Oxycodone and Constipation
When taking oxycodone, most people will end up feeling constipated. This problem does not get better with time, as the body never adjusts to the constipation-causing effects of the medicine. If constipation becomes a problem while you are taking oxycodone, ask your healthcare provider to recommend a laxative that is right for you.
Oxycodone is a prescription narcotic pain medication. As with most opioids, constipation is a common, predictable side effect of oxycodone. Most people who take the drug will develop some degree of constipation, although you may be fortunate enough to avoid this side effect if you take oxycodone only occasionally or for just a few days.
If left untreated, constipation due to oxycodone can become very painful or, in some situations, could even lead to a dangerous intestinal blockage.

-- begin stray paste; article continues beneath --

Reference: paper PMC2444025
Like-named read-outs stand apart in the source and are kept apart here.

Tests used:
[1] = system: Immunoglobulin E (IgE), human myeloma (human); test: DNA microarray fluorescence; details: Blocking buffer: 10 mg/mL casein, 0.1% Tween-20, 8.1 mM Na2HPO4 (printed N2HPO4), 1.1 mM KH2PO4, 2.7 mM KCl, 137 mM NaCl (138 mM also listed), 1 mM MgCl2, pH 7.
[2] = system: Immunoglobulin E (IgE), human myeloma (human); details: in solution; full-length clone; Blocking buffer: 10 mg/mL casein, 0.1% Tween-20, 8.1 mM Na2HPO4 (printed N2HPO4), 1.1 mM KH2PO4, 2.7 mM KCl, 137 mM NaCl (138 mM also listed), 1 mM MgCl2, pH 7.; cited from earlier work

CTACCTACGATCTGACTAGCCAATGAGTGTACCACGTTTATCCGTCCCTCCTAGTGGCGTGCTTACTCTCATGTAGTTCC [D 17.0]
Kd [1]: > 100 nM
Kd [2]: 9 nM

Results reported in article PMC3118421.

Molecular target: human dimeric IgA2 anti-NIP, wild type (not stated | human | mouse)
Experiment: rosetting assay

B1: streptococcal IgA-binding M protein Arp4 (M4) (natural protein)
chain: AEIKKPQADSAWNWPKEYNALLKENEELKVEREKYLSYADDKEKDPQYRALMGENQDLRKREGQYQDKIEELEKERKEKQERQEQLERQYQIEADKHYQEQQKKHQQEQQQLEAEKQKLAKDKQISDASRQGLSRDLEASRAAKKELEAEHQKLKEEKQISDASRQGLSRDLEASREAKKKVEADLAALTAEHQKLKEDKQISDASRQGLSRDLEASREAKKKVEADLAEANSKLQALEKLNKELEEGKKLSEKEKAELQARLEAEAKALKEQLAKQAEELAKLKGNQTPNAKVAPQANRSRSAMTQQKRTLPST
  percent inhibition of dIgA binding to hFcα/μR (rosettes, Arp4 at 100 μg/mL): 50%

Some of the usual non-drug treatments for constipation (such as exercise and increased fiber and water intake) may help a little. However, a laxative is usually necessary to prevent and treat constipation due to oxycodone.
The use of laxatives to prevent and treat constipation due to oxycodone is extremely important in some situations, such as after a heart attack or after delivering a baby. In these situations, constipation can be extremely painful (after having a baby) and may even cause life-threatening problems (after having a heart attack -- when straining should be avoided).
Although stool softeners, such as docusate (Colace® and others), may provide some relief, stimulant laxatives are often necessary. Ask your healthcare provider or pharmacist to recommend a laxative that is best for your situation (don't forget to mention that you are taking oxycodone). Many people find that a combination stool softener plus stimulant laxative (such as Peri-Colace®) works well for constipation due to narcotics.